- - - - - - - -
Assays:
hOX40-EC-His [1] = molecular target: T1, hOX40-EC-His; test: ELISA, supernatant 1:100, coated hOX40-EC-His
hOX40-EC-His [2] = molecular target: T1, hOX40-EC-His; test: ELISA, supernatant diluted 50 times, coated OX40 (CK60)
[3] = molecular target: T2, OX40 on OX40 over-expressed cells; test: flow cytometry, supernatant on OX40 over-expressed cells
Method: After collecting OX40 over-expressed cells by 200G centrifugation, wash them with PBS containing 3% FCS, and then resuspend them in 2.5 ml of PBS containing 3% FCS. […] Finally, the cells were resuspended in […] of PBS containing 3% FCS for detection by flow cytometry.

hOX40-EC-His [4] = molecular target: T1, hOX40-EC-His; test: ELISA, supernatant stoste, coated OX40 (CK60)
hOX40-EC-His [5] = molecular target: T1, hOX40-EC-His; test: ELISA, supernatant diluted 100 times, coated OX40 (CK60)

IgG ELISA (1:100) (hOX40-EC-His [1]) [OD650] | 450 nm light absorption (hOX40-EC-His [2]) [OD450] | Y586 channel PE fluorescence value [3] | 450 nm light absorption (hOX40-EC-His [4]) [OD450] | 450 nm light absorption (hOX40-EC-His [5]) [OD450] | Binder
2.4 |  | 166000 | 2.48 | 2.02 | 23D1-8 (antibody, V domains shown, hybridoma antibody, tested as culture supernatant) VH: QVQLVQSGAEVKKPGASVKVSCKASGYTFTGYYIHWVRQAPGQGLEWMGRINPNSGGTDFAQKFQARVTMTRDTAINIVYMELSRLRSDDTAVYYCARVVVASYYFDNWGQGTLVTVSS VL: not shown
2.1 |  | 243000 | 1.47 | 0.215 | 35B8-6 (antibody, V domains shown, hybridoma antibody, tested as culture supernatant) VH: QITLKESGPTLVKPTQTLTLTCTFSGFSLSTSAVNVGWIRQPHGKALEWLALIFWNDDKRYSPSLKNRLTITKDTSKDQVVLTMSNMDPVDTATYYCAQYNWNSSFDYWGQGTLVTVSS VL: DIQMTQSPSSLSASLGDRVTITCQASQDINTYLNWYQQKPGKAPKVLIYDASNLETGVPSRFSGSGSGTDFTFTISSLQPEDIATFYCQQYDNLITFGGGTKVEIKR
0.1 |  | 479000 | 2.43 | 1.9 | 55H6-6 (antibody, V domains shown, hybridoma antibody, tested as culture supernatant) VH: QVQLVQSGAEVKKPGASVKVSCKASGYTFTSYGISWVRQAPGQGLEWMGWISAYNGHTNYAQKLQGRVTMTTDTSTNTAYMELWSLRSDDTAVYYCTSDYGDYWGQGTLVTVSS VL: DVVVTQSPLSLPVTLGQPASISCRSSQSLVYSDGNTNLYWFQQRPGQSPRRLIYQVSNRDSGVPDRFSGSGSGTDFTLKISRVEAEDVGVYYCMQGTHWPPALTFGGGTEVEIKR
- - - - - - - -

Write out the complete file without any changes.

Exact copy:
Assays:
hOX40-EC-His [1] = molecular target: T1, hOX40-EC-His; test: ELISA, supernatant 1:100, coated hOX40-EC-His
hOX40-EC-His [2] = molecular target: T1, hOX40-EC-His; test: ELISA, supernatant diluted 50 times, coated OX40 (CK60)
[3] = molecular target: T2, OX40 on OX40 over-expressed cells; test: flow cytometry, supernatant on OX40 over-expressed cells
Method: After collecting OX40 over-expressed cells by 200G centrifugation, wash them with PBS containing 3% FCS, and then resuspend them in 2.5 ml of PBS containing 3% FCS. […] Finally, the cells were resuspended in […] of PBS containing 3% FCS for detection by flow cytometry.

hOX40-EC-His [4] = molecular target: T1, hOX40-EC-His; test: ELISA, supernatant stoste, coated OX40 (CK60)
hOX40-EC-His [5] = molecular target: T1, hOX40-EC-His; test: ELISA, supernatant diluted 100 times, coated OX40 (CK60)

IgG ELISA (1:100) (hOX40-EC-His [1]) [OD650] | 450 nm light absorption (hOX40-EC-His [2]) [OD450] | Y586 channel PE fluorescence value [3] | 450 nm light absorption (hOX40-EC-His [4]) [OD450] | 450 nm light absorption (hOX40-EC-His [5]) [OD450] | Binder
2.4 |  | 166000 | 2.48 | 2.02 | 23D1-8 (antibody, V domains shown, hybridoma antibody, tested as culture supernatant) VH: QVQLVQSGAEVKKPGASVKVSCKASGYTFTGYYIHWVRQAPGQGLEWMGRINPNSGGTDFAQKFQARVTMTRDTAINIVYMELSRLRSDDTAVYYCARVVVASYYFDNWGQGTLVTVSS VL: not shown
2.1 |  | 243000 | 1.47 | 0.215 | 35B8-6 (antibody, V domains shown, hybridoma antibody, tested as culture supernatant) VH: QITLKESGPTLVKPTQTLTLTCTFSGFSLSTSAVNVGWIRQPHGKALEWLALIFWNDDKRYSPSLKNRLTITKDTSKDQVVLTMSNMDPVDTATYYCAQYNWNSSFDYWGQGTLVTVSS VL: DIQMTQSPSSLSASLGDRVTITCQASQDINTYLNWYQQKPGKAPKVLIYDASNLETGVPSRFSGSGSGTDFTFTISSLQPEDIATFYCQQYDNLITFGGGTKVEIKR
0.1 |  | 479000 | 2.43 | 1.9 | 55H6-6 (antibody, V domains shown, hybridoma antibody, tested as culture supernatant) VH: QVQLVQSGAEVKKPGASVKVSCKASGYTFTSYGISWVRQAPGQGLEWMGWISAYNGHTNYAQKLQGRVTMTTDTSTNTAYMELWSLRSDDTAVYYCTSDYGDYWGQGTLVTVSS VL: DVVVTQSPLSLPVTLGQPASISCRSSQSLVYSDGNTNLYWFQQRPGQSPRRLIYQVSNRDSGVPDRFSGSGSGTDFTLKISRVEAEDVGVYYCMQGTHWPPALTFGGGTEVEIKR